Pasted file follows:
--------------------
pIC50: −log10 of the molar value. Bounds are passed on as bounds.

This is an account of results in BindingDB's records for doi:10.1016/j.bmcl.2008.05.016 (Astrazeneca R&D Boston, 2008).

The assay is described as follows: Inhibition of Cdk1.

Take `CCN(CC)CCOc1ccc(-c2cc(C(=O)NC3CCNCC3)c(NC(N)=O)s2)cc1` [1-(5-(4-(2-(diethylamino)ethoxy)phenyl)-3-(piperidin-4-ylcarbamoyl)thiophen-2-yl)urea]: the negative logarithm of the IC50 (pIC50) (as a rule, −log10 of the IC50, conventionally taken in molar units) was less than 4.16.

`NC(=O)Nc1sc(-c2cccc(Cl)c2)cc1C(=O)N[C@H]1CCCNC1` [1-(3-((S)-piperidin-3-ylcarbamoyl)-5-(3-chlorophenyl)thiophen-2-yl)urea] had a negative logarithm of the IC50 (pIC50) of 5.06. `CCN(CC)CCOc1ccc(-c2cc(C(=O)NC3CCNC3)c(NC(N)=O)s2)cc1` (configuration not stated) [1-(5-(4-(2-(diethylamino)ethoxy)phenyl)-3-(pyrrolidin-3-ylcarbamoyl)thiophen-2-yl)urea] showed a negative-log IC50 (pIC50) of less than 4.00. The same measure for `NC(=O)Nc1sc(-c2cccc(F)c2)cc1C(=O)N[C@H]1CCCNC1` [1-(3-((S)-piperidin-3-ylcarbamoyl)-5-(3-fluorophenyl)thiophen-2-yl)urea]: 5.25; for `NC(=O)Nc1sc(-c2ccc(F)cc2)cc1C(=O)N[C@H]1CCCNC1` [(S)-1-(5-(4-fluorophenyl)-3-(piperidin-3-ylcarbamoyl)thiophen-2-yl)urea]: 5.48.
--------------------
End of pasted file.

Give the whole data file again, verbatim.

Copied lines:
pIC50: −log10 of the molar value. Bounds are passed on as bounds.

This is an account of results in BindingDB's records for doi:10.1016/j.bmcl.2008.05.016 (Astrazeneca R&D Boston, 2008).

The assay is described as follows: Inhibition of Cdk1.

Take `CCN(CC)CCOc1ccc(-c2cc(C(=O)NC3CCNCC3)c(NC(N)=O)s2)cc1` [1-(5-(4-(2-(diethylamino)ethoxy)phenyl)-3-(piperidin-4-ylcarbamoyl)thiophen-2-yl)urea]: the negative logarithm of the IC50 (pIC50) (as a rule, −log10 of the IC50, conventionally taken in molar units) was less than 4.16.

`NC(=O)Nc1sc(-c2cccc(Cl)c2)cc1C(=O)N[C@H]1CCCNC1` [1-(3-((S)-piperidin-3-ylcarbamoyl)-5-(3-chlorophenyl)thiophen-2-yl)urea] had a negative logarithm of the IC50 (pIC50) of 5.06. `CCN(CC)CCOc1ccc(-c2cc(C(=O)NC3CCNC3)c(NC(N)=O)s2)cc1` (configuration not stated) [1-(5-(4-(2-(diethylamino)ethoxy)phenyl)-3-(pyrrolidin-3-ylcarbamoyl)thiophen-2-yl)urea] showed a negative-log IC50 (pIC50) of less than 4.00. The same measure for `NC(=O)Nc1sc(-c2cccc(F)c2)cc1C(=O)N[C@H]1CCCNC1` [1-(3-((S)-piperidin-3-ylcarbamoyl)-5-(3-fluorophenyl)thiophen-2-yl)urea]: 5.25; for `NC(=O)Nc1sc(-c2ccc(F)cc2)cc1C(=O)N[C@H]1CCCNC1` [(S)-1-(5-(4-fluorophenyl)-3-(piperidin-3-ylcarbamoyl)thiophen-2-yl)urea]: 5.48.